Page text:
Rachmaninoff.org • Harvest of Sorrow: The Memories of Sergei Rachmaninoff - Page 2
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Re: Harvest of Sorrow: The Memories of Sergei Rachmaninoff

Posted: Mon Nov 10, 2008 4:43 pm
by Marianne
Thank you, StewH! I'll try to get one)

I wonder - is it possible to cut out all the archive video out of that film and make a separate movie?

Re: Harvest of Sorrow: The Memories of Sergei Rachmaninoff

Posted: Mon Nov 10, 2008 7:49 pm
by StewH
Marianne wrote:Thank you, StewH! I'll try to get one)

I wonder - is it possible to cut out all the archive video out of that film and make a separate movie?


I wouldn't want to guess at the problems you would encounter in attempting to edit the original film--all in all, probably not a good idea.

Re: Harvest of Sorrow: The Memories of Sergei Rachmaninoff

Posted: Tue Nov 11, 2008 6:45 pm
by Marianne
Yes, I quite understand this. All the same it's a pity one can't have a look on this archive video separately from the modern performers... Of course they all deserve our applause, and the film-makers for their work, for their intention to bring this archives out.
But this archive video fragments deserve to be watched separately, not for the aim of promoting some new names, but for themselves...
I hope there will be such an option some day...

Re: Harvest of Sorrow film

Posted: Wed Nov 12, 2008 4:38 am
by Amphissa
concertoboy wrote:I found the text spoken by Sir John Gielgud was very amateurish - full of inconsistencies and errors which are very blatant. The text is quite laughable at times. At any rate, the dvd is well worth the purchase (but I have great reservations about Tony Palmer's script, which is very disjointed and full of holes).


The words spoken by Gielgud are taken from Rachmaninoff's diaries. So, if you think they are amateurish and full of inconsistencies, it is Rachmaninoff's own words that you are calling into question. This is not a "script" by Tony Palmer. The story is told by Rachmaninoff himself. That is why the "script" seems disjointed and full of holes. Rachmaninoff was not writing a screen play. He was just making notes in his diary. Of course, even Rachmaninoff may have errors of memory, especially regarding dates, the order of events, people. What inaccuracies, errors and inconsistencies do you notice?

Re: Harvest of Sorrow: The Memories of Sergei Rachmaninoff

Posted: Tue Nov 18, 2008 9:46 am
by Daniel
What amused me most was the beginning of the 1st Symphony illustrating some boats sailing on East River, Brooklin Bridge and Downtown Manhattan. I suppose he was thinking of America when he wrote that just as much as I think now about the blue mountain rabbit with three horns.
But overall it's very interesting - the reconstructed Ivanovka, Senar and the home movies alone make this documentary worth seeing.

Re: Harvest of Sorrow film

Posted: Fri Dec 05, 2008 10:46 am
by Marianne
This film is really worth watching. I wish I knew what Rachmaninoff himself would say after watching it.
I think there also could be a good documentary made only with the use of old records, old photos to create the atmosphere of that period... Without modern performers as long as we have many old records available, including Ziloti's records, that show the technique and art level that was the most appreciated in those days.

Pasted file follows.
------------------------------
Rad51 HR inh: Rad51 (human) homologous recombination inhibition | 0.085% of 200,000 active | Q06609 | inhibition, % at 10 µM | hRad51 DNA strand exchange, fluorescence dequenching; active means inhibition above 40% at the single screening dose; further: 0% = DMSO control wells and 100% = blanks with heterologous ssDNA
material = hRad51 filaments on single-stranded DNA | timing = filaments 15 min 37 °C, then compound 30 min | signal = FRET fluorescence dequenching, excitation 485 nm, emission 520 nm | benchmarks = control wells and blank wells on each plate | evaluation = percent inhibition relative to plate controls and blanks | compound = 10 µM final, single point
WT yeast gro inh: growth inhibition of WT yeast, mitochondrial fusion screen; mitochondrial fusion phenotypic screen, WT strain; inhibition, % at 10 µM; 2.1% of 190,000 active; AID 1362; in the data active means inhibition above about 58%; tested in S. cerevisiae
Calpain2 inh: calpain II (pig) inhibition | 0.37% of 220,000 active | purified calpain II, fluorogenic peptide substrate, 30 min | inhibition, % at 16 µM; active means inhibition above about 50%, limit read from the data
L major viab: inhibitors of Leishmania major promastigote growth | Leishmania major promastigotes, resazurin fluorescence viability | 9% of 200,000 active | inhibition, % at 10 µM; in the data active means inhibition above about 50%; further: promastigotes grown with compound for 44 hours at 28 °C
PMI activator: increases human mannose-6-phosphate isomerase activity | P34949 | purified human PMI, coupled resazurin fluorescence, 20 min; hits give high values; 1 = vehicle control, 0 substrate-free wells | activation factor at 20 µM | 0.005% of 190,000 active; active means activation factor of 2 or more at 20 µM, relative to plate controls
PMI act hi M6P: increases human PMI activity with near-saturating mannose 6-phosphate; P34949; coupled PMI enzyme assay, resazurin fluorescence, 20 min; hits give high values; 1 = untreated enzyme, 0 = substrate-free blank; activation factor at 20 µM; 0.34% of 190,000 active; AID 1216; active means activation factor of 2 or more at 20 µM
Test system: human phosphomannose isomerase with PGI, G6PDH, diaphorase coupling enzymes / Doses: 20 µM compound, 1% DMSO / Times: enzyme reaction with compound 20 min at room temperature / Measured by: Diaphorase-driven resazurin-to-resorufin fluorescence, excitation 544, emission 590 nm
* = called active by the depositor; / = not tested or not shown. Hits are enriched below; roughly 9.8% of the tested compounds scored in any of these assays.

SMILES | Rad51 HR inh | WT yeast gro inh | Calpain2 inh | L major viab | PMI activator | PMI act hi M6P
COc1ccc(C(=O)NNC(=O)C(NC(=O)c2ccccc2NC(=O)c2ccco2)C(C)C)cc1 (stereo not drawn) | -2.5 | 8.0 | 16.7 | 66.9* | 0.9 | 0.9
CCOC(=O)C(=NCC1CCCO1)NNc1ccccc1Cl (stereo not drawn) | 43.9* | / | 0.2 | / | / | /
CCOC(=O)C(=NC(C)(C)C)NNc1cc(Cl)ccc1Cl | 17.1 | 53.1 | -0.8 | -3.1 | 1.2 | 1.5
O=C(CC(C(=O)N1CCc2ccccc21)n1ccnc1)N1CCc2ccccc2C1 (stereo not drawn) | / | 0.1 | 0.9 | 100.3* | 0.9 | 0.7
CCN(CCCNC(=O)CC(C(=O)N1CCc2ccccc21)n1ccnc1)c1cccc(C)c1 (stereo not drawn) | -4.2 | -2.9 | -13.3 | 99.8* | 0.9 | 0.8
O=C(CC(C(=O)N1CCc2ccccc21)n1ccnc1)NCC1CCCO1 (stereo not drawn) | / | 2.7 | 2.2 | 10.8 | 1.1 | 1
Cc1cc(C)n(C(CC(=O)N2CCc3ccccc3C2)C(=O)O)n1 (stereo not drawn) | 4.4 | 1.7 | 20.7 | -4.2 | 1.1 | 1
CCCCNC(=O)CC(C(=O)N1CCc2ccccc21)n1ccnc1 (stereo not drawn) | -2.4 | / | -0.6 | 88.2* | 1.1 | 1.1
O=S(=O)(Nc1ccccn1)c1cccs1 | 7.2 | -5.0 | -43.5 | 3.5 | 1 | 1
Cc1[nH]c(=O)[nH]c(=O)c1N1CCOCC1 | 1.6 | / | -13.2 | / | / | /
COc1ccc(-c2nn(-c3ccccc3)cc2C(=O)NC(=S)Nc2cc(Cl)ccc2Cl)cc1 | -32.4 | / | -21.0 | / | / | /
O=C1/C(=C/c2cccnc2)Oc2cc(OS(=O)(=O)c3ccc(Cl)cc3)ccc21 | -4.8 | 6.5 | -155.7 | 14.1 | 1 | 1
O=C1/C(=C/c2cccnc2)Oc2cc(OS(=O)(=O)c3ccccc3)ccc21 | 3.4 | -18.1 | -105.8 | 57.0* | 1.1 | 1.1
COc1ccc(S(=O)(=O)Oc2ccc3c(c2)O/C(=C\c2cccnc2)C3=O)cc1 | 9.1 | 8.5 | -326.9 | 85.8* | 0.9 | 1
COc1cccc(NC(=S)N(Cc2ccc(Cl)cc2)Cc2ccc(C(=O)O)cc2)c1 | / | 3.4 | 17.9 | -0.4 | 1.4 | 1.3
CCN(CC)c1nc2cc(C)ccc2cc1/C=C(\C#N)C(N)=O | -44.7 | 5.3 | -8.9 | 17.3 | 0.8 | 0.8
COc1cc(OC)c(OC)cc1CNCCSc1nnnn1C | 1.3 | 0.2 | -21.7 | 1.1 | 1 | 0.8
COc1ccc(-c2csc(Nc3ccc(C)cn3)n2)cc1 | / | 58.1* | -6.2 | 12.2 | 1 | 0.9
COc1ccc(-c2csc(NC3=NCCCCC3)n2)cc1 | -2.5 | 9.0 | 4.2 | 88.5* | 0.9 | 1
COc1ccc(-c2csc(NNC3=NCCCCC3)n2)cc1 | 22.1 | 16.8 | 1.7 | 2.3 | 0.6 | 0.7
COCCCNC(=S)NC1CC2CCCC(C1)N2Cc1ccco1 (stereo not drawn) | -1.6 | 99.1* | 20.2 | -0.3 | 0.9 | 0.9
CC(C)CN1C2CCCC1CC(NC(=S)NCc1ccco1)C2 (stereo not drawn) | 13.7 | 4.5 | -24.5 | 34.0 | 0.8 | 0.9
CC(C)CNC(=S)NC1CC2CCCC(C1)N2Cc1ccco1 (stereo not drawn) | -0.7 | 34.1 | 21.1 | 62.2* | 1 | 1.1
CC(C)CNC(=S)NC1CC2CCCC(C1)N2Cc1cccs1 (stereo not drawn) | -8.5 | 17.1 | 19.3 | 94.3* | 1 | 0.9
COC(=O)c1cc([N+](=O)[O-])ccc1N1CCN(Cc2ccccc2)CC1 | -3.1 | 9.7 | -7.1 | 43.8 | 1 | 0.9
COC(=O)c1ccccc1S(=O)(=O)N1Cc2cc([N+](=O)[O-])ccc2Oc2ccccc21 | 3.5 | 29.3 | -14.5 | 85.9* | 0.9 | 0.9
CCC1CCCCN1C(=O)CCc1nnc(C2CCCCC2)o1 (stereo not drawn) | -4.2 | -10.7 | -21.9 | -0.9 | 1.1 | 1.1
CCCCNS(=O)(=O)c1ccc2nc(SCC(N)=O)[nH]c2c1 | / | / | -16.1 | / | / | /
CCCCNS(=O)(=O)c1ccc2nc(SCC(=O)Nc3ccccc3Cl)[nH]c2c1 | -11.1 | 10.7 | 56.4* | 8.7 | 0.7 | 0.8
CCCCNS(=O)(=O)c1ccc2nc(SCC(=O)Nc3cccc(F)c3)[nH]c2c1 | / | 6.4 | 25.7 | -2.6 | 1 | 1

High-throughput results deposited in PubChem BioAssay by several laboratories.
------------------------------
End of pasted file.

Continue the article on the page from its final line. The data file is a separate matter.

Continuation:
Re: Harvest of Sorrow: The Memories of Sergei Rachmaninoff

Posted: Fri Dec 05, 2008 4:35 pm
by StewH
I much enjoyed seeing the young Russian artists performing SVR's works. It shows how much, I believe, Rachmaninoff is still studied and appreciated in his home country, more so than here in the US obviously.

Re: Harvest of Sorrow: The Memories of Sergei Rachmaninoff

Posted: Sat Jan 17, 2009 10:33 pm
by morakeo
Perfect!

Re: Harvest of Sorrow: The Memories of Sergei Rachmaninoff

Posted: Sun Jan 18, 2009 4:02 am
by opus23#10
Harvest of Sorrow is a very interesting documentary because it contains the wonderful movies of the Rachmaninoff family as well as material from SVR's letters. However, one error I detected, which was not actually taken from SVR's letters, was regarding his father.
The statement was made that after his parents separated, Rachmaninoff never saw his father again. He actually tried to stay with his father after being assigned his one act opera by the conservatory. However, the "party atmosphere" caused him to retire to his room in despair. When the father went to check on him, he realized that SVR couldn't concentrate on his assignment and compose. The father then told his guests to leave because his son needed quiet in order to work.
On another occassion, Rachmaninoff attempted to stay with his father for a while during the summer, but left after only one day. SVR had already become ill and was ready to return to Moscow. (I cannot document this, because it would take more research than I have time for at the moment. However, readers of SVR's biographies will surely come across this discrepency in the Harvest of Sorrow script.)
As for the young performers in the documentary, I thought they were great, and a testimony to Rachmaninoff's importance in Russia -- as well as elsewhere.
Opus23#10

Re: Harvest of Sorrow: The Memories of Sergei Rachmaninoff

Posted: Sun Jan 18, 2009 2:10 pm
by morakeo
Excellent! Useful information concerning the photos...

Re: Harvest of Sorrow: The Memories of Sergei Rachmaninoff

Posted: Sun Jan 18, 2009 7:42 pm
by Marianne
opus23#10, exactly! I've read in the biographies the same information, that he even tried to live with his father again!